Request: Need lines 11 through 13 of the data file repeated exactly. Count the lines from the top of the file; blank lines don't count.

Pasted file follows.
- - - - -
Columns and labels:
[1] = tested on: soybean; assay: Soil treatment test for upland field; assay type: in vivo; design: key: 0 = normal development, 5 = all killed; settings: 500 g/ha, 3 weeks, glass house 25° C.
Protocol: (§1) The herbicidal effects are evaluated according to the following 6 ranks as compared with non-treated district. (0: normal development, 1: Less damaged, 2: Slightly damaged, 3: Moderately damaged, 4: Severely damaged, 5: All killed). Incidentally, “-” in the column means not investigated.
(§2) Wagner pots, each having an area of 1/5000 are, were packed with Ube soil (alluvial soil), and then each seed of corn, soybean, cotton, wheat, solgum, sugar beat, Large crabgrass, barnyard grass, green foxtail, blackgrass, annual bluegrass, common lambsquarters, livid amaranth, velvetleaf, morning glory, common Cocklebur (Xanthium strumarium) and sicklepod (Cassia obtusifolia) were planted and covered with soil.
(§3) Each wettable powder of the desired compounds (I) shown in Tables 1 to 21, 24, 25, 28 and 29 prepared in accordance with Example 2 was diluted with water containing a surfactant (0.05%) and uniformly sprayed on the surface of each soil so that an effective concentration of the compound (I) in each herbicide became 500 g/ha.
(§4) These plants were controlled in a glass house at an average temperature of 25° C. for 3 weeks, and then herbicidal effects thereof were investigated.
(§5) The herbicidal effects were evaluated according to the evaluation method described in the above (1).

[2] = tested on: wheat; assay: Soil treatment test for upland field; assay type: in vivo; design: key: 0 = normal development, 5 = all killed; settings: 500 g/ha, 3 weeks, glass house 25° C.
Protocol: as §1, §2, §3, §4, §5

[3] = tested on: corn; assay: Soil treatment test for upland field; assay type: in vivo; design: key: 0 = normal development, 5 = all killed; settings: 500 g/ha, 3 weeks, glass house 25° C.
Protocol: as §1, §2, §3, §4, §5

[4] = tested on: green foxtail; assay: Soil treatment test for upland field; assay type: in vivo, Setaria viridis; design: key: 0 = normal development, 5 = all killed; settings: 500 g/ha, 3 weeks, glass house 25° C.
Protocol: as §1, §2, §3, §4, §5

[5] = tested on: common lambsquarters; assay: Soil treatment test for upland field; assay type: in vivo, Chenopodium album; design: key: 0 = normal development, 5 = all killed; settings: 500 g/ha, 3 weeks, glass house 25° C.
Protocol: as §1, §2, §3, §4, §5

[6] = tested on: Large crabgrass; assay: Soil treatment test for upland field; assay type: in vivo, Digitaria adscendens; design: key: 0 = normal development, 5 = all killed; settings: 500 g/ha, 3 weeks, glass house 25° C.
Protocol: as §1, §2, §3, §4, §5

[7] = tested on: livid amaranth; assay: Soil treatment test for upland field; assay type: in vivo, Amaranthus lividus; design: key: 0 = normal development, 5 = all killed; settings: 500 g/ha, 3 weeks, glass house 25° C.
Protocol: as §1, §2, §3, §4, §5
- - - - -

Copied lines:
Protocol: as §1, §2, §3, §4, §5

[4] = tested on: green foxtail; assay: Soil treatment test for upland field; assay type: in vivo, Setaria viridis; design: key: 0 = normal development, 5 = all killed; settings: 500 g/ha, 3 weeks, glass house 25° C.
Protocol: as §1, §2, §3, §4, §5